One of the biggest challenges in the flight series was timing. In order to acquire this image, originally monochromatic and shown here as a colored composite image, NASA flew a B-200, equipped with an updated imaging system, at about 30,000 feet while the pair of T-38s were required not only to remain in formation, but to fly at supersonic speeds at the exact moment they were directly under the B-200. The pictures were captured as a result of all three aircraft being in exactly the right place at exactly the right time designated by NASA's operation team. Credits: NASA Photo One of the biggest challenges in the flight series was timing. In order to acquire this image, originally monochromatic and shown here as a colored composite image, NASA flew a B-200, equipped with an updated imaging system, at about 30,000 feet while the pair of T-38s were required not only to remain in formation, but to fly at supersonic speeds at the exact moment they were directly under the B-200. The pictures were captured as a result of all three aircraft being in exactly the right place at exactly the right time designated by NASA’s operation team.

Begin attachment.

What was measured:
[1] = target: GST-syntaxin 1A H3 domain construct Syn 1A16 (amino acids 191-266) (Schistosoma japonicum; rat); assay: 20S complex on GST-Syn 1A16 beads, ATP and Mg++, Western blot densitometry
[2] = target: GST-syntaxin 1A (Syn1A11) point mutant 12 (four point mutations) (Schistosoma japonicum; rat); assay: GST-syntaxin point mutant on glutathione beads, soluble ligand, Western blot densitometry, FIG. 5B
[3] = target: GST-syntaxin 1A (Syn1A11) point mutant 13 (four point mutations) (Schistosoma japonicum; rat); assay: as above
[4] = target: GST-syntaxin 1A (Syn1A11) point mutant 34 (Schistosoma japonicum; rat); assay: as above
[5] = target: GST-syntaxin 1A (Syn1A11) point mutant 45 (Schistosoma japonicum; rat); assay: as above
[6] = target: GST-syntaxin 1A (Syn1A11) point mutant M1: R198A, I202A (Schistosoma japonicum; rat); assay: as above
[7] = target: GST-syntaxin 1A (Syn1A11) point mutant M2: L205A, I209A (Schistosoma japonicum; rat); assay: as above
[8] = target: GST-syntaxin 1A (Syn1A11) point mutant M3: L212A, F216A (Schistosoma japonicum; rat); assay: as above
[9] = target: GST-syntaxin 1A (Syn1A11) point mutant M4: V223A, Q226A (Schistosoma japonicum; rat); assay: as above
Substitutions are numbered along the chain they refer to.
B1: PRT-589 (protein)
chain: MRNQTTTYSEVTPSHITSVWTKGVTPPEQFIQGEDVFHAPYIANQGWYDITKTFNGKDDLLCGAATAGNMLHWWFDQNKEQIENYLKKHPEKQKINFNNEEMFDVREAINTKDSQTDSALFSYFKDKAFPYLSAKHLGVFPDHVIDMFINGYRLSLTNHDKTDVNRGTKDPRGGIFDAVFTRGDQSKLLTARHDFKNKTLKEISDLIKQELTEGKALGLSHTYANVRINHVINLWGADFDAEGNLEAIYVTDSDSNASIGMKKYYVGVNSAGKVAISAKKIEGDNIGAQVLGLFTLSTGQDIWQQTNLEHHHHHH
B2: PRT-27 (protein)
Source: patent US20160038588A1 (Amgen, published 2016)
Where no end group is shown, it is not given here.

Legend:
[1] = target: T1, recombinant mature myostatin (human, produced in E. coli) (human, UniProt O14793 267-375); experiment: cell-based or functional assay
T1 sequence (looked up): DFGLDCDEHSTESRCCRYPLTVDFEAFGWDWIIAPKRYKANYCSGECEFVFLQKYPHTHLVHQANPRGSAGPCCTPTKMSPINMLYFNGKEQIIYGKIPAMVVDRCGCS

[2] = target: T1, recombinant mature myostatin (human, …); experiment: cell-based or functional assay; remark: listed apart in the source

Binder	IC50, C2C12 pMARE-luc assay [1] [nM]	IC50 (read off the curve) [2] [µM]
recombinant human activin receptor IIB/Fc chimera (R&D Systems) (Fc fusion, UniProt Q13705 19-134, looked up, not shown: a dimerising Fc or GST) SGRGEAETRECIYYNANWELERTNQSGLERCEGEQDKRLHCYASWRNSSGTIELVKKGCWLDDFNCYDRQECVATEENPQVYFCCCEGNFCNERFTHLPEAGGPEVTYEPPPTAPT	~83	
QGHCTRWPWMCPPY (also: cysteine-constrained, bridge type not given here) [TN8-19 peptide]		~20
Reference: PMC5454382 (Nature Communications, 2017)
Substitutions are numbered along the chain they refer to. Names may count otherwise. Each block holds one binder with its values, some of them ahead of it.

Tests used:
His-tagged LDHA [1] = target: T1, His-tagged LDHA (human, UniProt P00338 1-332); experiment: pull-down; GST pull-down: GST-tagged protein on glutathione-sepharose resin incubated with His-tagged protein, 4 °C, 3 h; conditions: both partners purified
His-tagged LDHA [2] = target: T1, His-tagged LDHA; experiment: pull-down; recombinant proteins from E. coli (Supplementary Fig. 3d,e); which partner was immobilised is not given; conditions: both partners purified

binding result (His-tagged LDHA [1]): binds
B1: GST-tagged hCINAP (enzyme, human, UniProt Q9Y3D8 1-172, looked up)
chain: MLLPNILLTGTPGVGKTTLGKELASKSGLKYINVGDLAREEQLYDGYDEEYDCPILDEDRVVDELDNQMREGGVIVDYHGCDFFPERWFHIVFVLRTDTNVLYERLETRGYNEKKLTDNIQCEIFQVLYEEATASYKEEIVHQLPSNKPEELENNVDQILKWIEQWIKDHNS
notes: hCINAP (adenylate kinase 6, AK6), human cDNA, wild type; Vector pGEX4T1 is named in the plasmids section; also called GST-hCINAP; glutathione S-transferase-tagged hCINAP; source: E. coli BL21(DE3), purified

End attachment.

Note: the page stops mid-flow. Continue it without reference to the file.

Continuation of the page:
Payments: NASA Photo

“The biggest challenge was to try to get the timing correctly make sure we could get those pictures.” Heather Maliska, AirBOS subproject manager.

– Heather Maliska, AirBOS subproject manager.